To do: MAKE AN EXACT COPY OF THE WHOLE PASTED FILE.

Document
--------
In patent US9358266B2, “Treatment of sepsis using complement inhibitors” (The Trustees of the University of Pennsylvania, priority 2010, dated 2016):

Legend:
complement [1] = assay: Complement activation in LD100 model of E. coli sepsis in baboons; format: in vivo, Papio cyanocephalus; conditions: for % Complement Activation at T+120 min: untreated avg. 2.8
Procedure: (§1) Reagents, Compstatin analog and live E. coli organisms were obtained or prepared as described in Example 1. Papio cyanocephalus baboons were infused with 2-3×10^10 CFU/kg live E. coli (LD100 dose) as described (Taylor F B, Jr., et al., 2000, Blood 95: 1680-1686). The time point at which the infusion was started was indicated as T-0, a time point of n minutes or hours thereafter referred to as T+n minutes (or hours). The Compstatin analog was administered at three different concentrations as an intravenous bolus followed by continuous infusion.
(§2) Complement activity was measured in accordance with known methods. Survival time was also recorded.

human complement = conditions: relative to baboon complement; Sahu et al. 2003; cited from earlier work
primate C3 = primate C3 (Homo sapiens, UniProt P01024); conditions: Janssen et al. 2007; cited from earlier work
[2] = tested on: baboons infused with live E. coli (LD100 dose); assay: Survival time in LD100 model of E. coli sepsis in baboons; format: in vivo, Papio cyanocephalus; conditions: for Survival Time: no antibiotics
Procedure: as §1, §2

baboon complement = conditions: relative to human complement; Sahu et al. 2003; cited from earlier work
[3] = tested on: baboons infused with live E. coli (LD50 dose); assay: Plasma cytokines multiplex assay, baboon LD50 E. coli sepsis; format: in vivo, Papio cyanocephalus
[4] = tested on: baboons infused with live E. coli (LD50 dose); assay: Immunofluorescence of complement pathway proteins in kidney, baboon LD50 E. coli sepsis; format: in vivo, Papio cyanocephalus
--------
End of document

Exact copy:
In patent US9358266B2, “Treatment of sepsis using complement inhibitors” (The Trustees of the University of Pennsylvania, priority 2010, dated 2016):

Legend:
complement [1] = assay: Complement activation in LD100 model of E. coli sepsis in baboons; format: in vivo, Papio cyanocephalus; conditions: for % Complement Activation at T+120 min: untreated avg. 2.8
Procedure: (§1) Reagents, Compstatin analog and live E. coli organisms were obtained or prepared as described in Example 1. Papio cyanocephalus baboons were infused with 2-3×10^10 CFU/kg live E. coli (LD100 dose) as described (Taylor F B, Jr., et al., 2000, Blood 95: 1680-1686). The time point at which the infusion was started was indicated as T-0, a time point of n minutes or hours thereafter referred to as T+n minutes (or hours). The Compstatin analog was administered at three different concentrations as an intravenous bolus followed by continuous infusion.
(§2) Complement activity was measured in accordance with known methods. Survival time was also recorded.

human complement = conditions: relative to baboon complement; Sahu et al. 2003; cited from earlier work
primate C3 = primate C3 (Homo sapiens, UniProt P01024); conditions: Janssen et al. 2007; cited from earlier work
[2] = tested on: baboons infused with live E. coli (LD100 dose); assay: Survival time in LD100 model of E. coli sepsis in baboons; format: in vivo, Papio cyanocephalus; conditions: for Survival Time: no antibiotics
Procedure: as §1, §2

baboon complement = conditions: relative to human complement; Sahu et al. 2003; cited from earlier work
[3] = tested on: baboons infused with live E. coli (LD50 dose); assay: Plasma cytokines multiplex assay, baboon LD50 E. coli sepsis; format: in vivo, Papio cyanocephalus
[4] = tested on: baboons infused with live E. coli (LD50 dose); assay: Immunofluorescence of complement pathway proteins in kidney, baboon LD50 E. coli sepsis; format: in vivo, Papio cyanocephalus